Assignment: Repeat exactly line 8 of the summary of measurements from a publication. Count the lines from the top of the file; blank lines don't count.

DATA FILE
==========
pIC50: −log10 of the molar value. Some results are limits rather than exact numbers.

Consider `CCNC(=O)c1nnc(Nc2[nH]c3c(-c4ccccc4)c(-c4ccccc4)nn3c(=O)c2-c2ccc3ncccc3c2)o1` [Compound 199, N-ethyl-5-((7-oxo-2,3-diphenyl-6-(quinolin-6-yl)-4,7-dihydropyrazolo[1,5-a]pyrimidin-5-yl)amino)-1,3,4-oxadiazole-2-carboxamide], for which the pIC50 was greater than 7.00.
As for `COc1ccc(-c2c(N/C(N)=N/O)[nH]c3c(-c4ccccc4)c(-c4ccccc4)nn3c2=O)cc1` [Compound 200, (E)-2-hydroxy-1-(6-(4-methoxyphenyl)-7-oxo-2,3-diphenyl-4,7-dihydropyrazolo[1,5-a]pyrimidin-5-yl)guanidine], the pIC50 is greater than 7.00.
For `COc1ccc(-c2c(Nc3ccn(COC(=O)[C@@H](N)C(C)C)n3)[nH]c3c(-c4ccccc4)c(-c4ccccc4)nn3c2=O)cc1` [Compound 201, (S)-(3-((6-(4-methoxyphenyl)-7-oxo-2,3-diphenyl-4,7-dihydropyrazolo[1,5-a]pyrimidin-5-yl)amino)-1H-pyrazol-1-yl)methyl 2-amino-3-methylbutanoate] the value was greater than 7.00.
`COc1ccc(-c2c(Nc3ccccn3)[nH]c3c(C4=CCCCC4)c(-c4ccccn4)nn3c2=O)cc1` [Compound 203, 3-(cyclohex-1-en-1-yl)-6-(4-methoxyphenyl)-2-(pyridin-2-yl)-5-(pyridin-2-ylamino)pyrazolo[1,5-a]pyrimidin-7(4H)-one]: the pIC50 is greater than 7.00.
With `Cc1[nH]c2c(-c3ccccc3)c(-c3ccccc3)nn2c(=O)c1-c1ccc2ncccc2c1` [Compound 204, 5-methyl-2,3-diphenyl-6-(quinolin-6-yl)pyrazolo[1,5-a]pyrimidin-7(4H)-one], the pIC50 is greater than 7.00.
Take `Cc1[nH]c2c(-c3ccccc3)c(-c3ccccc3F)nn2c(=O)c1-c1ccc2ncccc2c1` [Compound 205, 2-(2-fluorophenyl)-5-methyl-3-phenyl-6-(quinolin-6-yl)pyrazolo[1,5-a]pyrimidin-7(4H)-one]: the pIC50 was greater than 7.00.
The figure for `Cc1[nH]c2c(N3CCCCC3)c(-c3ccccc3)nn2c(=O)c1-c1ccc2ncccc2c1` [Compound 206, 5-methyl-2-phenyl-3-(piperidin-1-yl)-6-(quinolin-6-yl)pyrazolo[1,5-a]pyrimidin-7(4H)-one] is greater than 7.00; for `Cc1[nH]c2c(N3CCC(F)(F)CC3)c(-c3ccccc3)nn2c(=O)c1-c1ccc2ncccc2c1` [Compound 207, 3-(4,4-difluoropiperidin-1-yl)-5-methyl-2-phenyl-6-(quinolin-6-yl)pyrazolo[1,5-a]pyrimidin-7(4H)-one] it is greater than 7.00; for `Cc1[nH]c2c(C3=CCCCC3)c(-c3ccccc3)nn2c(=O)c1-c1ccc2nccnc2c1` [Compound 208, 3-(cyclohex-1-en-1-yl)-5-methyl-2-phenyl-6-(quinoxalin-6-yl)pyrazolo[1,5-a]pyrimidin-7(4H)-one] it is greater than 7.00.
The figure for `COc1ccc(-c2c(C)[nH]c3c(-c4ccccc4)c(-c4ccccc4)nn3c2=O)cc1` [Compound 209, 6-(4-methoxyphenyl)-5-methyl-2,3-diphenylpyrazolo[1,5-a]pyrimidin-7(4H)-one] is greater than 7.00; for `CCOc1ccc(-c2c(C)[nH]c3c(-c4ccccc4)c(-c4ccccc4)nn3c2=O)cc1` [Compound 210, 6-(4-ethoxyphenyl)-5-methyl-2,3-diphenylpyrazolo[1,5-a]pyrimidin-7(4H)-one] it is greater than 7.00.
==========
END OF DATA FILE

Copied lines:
The figure for `Cc1[nH]c2c(N3CCCCC3)c(-c3ccccc3)nn2c(=O)c1-c1ccc2ncccc2c1` [Compound 206, 5-methyl-2-phenyl-3-(piperidin-1-yl)-6-(quinolin-6-yl)pyrazolo[1,5-a]pyrimidin-7(4H)-one] is greater than 7.00; for `Cc1[nH]c2c(N3CCC(F)(F)CC3)c(-c3ccccc3)nn2c(=O)c1-c1ccc2ncccc2c1` [Compound 207, 3-(4,4-difluoropiperidin-1-yl)-5-methyl-2-phenyl-6-(quinolin-6-yl)pyrazolo[1,5-a]pyrimidin-7(4H)-one] it is greater than 7.00; for `Cc1[nH]c2c(C3=CCCCC3)c(-c3ccccc3)nn2c(=O)c1-c1ccc2nccnc2c1` [Compound 208, 3-(cyclohex-1-en-1-yl)-5-methyl-2-phenyl-6-(quinoxalin-6-yl)pyrazolo[1,5-a]pyrimidin-7(4H)-one] it is greater than 7.00.